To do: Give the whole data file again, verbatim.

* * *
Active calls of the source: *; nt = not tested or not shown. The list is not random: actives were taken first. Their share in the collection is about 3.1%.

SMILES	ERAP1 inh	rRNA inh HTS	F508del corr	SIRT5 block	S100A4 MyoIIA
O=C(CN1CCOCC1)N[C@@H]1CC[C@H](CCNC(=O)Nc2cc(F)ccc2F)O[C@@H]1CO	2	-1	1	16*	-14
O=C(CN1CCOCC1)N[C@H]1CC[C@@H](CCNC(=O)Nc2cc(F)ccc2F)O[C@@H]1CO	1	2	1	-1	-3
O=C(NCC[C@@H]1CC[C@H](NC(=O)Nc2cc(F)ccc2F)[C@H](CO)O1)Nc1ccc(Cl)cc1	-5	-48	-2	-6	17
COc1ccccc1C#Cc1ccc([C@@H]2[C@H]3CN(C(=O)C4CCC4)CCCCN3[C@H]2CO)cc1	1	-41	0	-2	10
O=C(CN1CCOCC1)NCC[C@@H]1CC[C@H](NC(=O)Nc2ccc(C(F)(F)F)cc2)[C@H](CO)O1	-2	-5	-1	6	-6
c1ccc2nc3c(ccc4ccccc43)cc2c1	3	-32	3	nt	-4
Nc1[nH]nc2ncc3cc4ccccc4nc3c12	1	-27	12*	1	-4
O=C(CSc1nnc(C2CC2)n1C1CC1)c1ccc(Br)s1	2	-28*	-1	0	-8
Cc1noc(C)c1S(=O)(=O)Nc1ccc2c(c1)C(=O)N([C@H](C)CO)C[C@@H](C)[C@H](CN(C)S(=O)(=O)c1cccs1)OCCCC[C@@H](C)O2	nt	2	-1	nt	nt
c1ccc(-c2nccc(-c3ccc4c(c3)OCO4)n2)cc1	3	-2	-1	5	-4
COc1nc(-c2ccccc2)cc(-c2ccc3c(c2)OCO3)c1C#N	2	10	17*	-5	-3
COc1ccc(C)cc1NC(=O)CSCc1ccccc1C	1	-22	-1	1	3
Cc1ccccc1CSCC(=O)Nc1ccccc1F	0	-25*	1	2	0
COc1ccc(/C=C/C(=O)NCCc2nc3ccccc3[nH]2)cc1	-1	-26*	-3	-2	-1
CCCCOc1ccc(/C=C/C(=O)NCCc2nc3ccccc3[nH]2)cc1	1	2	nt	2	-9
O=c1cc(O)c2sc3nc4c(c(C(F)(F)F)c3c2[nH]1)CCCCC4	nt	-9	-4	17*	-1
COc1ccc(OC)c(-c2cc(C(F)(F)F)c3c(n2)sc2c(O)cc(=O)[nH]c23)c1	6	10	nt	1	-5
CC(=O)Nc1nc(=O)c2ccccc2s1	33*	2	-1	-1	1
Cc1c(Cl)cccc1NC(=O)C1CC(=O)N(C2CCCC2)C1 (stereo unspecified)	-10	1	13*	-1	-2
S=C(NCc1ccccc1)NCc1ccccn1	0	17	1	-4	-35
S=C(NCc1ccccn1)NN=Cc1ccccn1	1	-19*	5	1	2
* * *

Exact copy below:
Active calls of the source: *; nt = not tested or not shown. The list is not random: actives were taken first. Their share in the collection is about 3.1%.

SMILES	ERAP1 inh	rRNA inh HTS	F508del corr	SIRT5 block	S100A4 MyoIIA
O=C(CN1CCOCC1)N[C@@H]1CC[C@H](CCNC(=O)Nc2cc(F)ccc2F)O[C@@H]1CO	2	-1	1	16*	-14
O=C(CN1CCOCC1)N[C@H]1CC[C@@H](CCNC(=O)Nc2cc(F)ccc2F)O[C@@H]1CO	1	2	1	-1	-3
O=C(NCC[C@@H]1CC[C@H](NC(=O)Nc2cc(F)ccc2F)[C@H](CO)O1)Nc1ccc(Cl)cc1	-5	-48	-2	-6	17
COc1ccccc1C#Cc1ccc([C@@H]2[C@H]3CN(C(=O)C4CCC4)CCCCN3[C@H]2CO)cc1	1	-41	0	-2	10
O=C(CN1CCOCC1)NCC[C@@H]1CC[C@H](NC(=O)Nc2ccc(C(F)(F)F)cc2)[C@H](CO)O1	-2	-5	-1	6	-6
c1ccc2nc3c(ccc4ccccc43)cc2c1	3	-32	3	nt	-4
Nc1[nH]nc2ncc3cc4ccccc4nc3c12	1	-27	12*	1	-4
O=C(CSc1nnc(C2CC2)n1C1CC1)c1ccc(Br)s1	2	-28*	-1	0	-8
Cc1noc(C)c1S(=O)(=O)Nc1ccc2c(c1)C(=O)N([C@H](C)CO)C[C@@H](C)[C@H](CN(C)S(=O)(=O)c1cccs1)OCCCC[C@@H](C)O2	nt	2	-1	nt	nt
c1ccc(-c2nccc(-c3ccc4c(c3)OCO4)n2)cc1	3	-2	-1	5	-4
COc1nc(-c2ccccc2)cc(-c2ccc3c(c2)OCO3)c1C#N	2	10	17*	-5	-3
COc1ccc(C)cc1NC(=O)CSCc1ccccc1C	1	-22	-1	1	3
Cc1ccccc1CSCC(=O)Nc1ccccc1F	0	-25*	1	2	0
COc1ccc(/C=C/C(=O)NCCc2nc3ccccc3[nH]2)cc1	-1	-26*	-3	-2	-1
CCCCOc1ccc(/C=C/C(=O)NCCc2nc3ccccc3[nH]2)cc1	1	2	nt	2	-9
O=c1cc(O)c2sc3nc4c(c(C(F)(F)F)c3c2[nH]1)CCCCC4	nt	-9	-4	17*	-1
COc1ccc(OC)c(-c2cc(C(F)(F)F)c3c(n2)sc2c(O)cc(=O)[nH]c23)c1	6	10	nt	1	-5
CC(=O)Nc1nc(=O)c2ccccc2s1	33*	2	-1	-1	1
Cc1c(Cl)cccc1NC(=O)C1CC(=O)N(C2CCCC2)C1 (stereo unspecified)	-10	1	13*	-1	-2
S=C(NCc1ccccc1)NCc1ccccn1	0	17	1	-4	-35
S=C(NCc1ccccn1)NN=Cc1ccccn1	1	-19*	5	1	2